We got a lot of positive feedback from Part 1 of this series. Many people found the tools helpful in getting offers accepted on Long Beach homes for sale and it seems to only be getting tougher! Here we will go over the next step.
OK, our expectations are set. This is crucial in any market, let alone one that is as competitive as our local Long Beach market. Now lets talk about selecting properties and prior to showing procedures.
When selecting properties to show, here are a few tips.
- Consider looking at older listings! You might be thinking, “Why would I want to see stale listings that have been sitting?”. Well the reason is that there is far less competition on those properties. Why are these Long Beach homes still on the market? As in all real estate it all come down the price. No matter how bad the home or how many negative factors it may have, there is a price it will sell for. There are also many beautiful homes that are just over priced and not generating any activity. Now there is a strategy for getting an offer accepted for a lower price and it involves getting the listing agent/seller on your side. When you find a qualifying property, have your agent do the market research and then open discussions with the seller. Have your agent ask how they arrived at the list price. We usually get two responses from this question. They may give you some comparable sales to support the value, in which case you can review the data and use your own comparables to justify your value. More commonly we hear, “Well, that is just what the seller wants. I keep telling them we have to reduce the price!”. If this is their response, you got em! Most listing agents will take any help they can get to sell al listing that has been sitting. Work together to come up with a game plan to present to the seller. If you can, have your agent present the offer to the seller in person, although this is very rare in todays Long Beach real estate market.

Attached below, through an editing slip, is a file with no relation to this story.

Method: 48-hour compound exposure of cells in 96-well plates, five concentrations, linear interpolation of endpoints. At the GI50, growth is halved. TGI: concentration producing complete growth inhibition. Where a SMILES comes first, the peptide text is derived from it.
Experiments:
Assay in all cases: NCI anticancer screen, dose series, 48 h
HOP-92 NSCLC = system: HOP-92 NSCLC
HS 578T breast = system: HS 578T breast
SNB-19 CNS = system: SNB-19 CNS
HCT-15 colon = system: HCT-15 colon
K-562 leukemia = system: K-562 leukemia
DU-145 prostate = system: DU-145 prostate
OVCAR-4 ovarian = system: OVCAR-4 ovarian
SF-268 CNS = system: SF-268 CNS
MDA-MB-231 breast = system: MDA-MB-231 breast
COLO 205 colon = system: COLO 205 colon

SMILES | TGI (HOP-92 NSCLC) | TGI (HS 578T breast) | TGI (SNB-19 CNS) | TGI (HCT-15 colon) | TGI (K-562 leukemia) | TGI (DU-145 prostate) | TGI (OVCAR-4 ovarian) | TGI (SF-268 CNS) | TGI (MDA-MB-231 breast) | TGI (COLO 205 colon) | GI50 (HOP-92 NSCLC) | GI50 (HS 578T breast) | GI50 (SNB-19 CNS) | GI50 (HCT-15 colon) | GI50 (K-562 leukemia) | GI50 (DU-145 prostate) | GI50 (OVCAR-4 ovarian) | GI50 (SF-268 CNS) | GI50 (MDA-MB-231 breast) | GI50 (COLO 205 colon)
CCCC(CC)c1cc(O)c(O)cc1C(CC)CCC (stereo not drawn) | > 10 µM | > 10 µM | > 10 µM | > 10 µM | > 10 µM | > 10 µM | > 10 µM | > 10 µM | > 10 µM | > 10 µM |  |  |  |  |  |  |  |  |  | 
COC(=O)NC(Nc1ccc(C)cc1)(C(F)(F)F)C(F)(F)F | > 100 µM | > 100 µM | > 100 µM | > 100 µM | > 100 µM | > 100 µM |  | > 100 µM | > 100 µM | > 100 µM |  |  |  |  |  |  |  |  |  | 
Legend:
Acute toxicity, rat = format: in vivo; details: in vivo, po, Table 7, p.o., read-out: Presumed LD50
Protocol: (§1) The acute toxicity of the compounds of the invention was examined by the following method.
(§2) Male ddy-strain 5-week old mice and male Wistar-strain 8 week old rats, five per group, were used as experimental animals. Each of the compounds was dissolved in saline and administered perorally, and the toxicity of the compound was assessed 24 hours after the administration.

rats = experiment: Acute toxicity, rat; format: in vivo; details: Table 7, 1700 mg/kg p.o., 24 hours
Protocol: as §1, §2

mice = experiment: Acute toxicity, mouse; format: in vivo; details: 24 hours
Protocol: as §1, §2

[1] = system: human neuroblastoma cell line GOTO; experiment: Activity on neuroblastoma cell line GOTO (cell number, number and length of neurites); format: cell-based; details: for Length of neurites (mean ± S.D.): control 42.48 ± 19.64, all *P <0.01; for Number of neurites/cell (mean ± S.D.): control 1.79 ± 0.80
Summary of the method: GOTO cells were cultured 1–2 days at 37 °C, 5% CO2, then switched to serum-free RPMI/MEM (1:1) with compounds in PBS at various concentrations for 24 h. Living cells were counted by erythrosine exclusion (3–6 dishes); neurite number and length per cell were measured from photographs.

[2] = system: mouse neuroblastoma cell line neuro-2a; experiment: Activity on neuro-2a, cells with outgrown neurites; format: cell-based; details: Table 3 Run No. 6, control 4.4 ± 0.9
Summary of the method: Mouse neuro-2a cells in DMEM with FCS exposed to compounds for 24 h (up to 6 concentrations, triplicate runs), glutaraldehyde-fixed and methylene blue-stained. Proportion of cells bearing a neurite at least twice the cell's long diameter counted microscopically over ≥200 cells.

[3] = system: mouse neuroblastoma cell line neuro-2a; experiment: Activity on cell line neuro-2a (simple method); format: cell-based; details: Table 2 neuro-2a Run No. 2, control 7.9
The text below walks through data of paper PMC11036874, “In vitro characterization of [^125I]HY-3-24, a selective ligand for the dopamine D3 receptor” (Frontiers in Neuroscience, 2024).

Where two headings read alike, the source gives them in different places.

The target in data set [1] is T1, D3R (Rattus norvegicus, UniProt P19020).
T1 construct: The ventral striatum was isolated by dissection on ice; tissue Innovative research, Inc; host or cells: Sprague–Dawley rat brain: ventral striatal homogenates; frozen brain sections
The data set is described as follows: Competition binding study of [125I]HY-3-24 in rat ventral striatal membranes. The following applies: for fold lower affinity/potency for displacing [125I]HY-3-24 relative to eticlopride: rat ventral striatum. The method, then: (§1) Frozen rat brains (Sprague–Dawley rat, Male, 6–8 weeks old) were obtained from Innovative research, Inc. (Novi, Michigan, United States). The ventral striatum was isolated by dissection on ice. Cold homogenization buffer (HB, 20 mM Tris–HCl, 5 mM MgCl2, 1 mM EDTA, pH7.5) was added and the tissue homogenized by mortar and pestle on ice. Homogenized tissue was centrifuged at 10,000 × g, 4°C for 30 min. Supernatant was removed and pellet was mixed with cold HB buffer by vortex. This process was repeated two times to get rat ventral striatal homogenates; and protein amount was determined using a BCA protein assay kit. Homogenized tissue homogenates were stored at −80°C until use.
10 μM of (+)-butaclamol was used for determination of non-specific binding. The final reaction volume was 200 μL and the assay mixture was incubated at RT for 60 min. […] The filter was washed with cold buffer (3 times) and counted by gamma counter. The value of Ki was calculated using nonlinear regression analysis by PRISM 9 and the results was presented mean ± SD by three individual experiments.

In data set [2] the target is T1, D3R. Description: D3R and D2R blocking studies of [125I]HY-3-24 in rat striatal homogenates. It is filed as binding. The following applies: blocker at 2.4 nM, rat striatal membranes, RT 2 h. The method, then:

- Do not look at homes more than 90% of your pre-approval amount. This tip will help immensely as it solves a few problems. One is leaving room for negotiating. Two is that when you see a great home that just came on the market for your max qualification amount and it gets overbid, you take on a new perception. Let’s say you see a home for $450,000 which is your max. It gets overbid to $500,000. What do you think now? You think that home is what you should be able to buy for $450,000! The truth is that home is worth $500,000. Now when you look at homes for $400,00 you are stuck on the nicer properties out of your range. This leads into my next tip
- Should you be seeing the nicest, newest listings as they come on the market? My perception is that it depends on finances. How many of you have gotten beat out of an offer by cash or a large down payment? I have seen many cases where even though an agent overbids with their FHA client, the listing agent still chooses the conventional 20% down offer. There is an apparent hierarchy of offer strength in the Long Beach real estate market. VA/ Down payment assistance programs are at the bottom, FHA is next followed by conventional in order of the size of their down payment and top dog is always cash. So why should you consider not viewing the gorgeous remodeled listing the day it comes out if your purchasing power is not very strong?. It follows the thinking outlined in tip 2. When you get beat out or overbid you take on a perception that the beautiful new listing is the type of property you will end up with when in reality that type of home may be unattainable or our of your price range. Now of course this is a case by case basis and the main point is that you need to manage your expectations. If you don’t you are putting yourself in a tough position.
- Make sure your agent calls for availability. This should be standard operating procedure but there are certainly a few tips to gleaned here. I have actually received offers on listings where the agent does’t even call let alone follow these pointers. I call more than once to confirm availability, especially if I am not showing for a couple of days. As an agent we can use this time to build rapport with the listing agent. The longer an agent is in the business and the more transactions they do the easier it gets to get an offer accepted when it is someone you have worked with in the past or who you have some sort of relationship with. They know from past experience that I will get the job done! When your agent calls, they should ask the following: Do you have offers? Are they strong? (most listing agents I have worked with will not tell you the price, Even though the listing agreement says they can! I will save that for another blog post) Are we looking at an overbid situation? (If the agent won’t tell you the price, the last 2 questions can get you close enough to make a strong offer), What can we do to make our offer stronger?, Why/when/where is the seller moving?, FHA approved condo?, 90 day flip rule? These questions should help you structure your offer for acceptance.
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